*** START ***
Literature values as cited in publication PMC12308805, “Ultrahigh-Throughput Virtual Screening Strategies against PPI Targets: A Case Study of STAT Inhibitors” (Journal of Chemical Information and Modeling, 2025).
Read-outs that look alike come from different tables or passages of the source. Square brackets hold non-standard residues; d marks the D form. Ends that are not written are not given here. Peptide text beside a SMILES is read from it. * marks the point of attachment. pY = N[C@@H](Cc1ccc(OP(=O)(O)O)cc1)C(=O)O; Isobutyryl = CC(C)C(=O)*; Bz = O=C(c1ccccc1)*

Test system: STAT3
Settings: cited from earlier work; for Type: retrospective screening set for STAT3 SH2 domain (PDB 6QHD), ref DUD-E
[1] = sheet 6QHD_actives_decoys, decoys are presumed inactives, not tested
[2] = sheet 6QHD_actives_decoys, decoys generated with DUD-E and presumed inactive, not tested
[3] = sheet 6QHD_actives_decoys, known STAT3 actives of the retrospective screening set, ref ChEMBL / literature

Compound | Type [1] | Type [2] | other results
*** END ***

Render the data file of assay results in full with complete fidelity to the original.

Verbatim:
Literature values as cited in publication PMC12308805, “Ultrahigh-Throughput Virtual Screening Strategies against PPI Targets: A Case Study of STAT Inhibitors” (Journal of Chemical Information and Modeling, 2025).
Read-outs that look alike come from different tables or passages of the source. Square brackets hold non-standard residues; d marks the D form. Ends that are not written are not given here. Peptide text beside a SMILES is read from it. * marks the point of attachment. pY = N[C@@H](Cc1ccc(OP(=O)(O)O)cc1)C(=O)O; Isobutyryl = CC(C)C(=O)*; Bz = O=C(c1ccccc1)*

Test system: STAT3
Settings: cited from earlier work; for Type: retrospective screening set for STAT3 SH2 domain (PDB 6QHD), ref DUD-E
[1] = sheet 6QHD_actives_decoys, decoys are presumed inactives, not tested
[2] = sheet 6QHD_actives_decoys, decoys generated with DUD-E and presumed inactive, not tested
[3] = sheet 6QHD_actives_decoys, known STAT3 actives of the retrospective screening set, ref ChEMBL / literature

Compound | Type [1] | Type [2] | other results